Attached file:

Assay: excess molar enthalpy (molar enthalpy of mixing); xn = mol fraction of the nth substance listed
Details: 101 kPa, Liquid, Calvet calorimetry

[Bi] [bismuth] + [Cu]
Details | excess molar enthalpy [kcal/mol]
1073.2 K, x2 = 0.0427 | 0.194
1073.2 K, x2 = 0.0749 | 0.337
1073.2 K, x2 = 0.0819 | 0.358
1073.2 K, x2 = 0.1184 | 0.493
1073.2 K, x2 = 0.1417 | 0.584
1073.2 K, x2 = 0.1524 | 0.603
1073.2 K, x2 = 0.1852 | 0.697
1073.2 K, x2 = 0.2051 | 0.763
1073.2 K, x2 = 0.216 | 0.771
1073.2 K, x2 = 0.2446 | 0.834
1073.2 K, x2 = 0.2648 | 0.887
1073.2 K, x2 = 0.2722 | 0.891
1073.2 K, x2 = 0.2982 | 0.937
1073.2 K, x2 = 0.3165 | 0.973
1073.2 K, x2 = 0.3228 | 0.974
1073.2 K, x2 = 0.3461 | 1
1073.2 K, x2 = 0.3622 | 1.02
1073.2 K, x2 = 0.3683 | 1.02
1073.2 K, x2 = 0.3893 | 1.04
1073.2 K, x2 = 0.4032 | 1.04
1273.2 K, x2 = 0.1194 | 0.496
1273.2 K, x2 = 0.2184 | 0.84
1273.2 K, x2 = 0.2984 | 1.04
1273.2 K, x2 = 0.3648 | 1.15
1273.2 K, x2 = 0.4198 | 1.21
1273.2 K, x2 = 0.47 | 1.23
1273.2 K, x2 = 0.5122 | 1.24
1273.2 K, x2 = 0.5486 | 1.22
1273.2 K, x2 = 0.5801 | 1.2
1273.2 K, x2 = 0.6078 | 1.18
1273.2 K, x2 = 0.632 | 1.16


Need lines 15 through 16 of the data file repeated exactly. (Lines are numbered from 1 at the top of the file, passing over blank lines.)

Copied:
1073.2 K, x2 = 0.2648 | 0.887
1073.2 K, x2 = 0.2722 | 0.891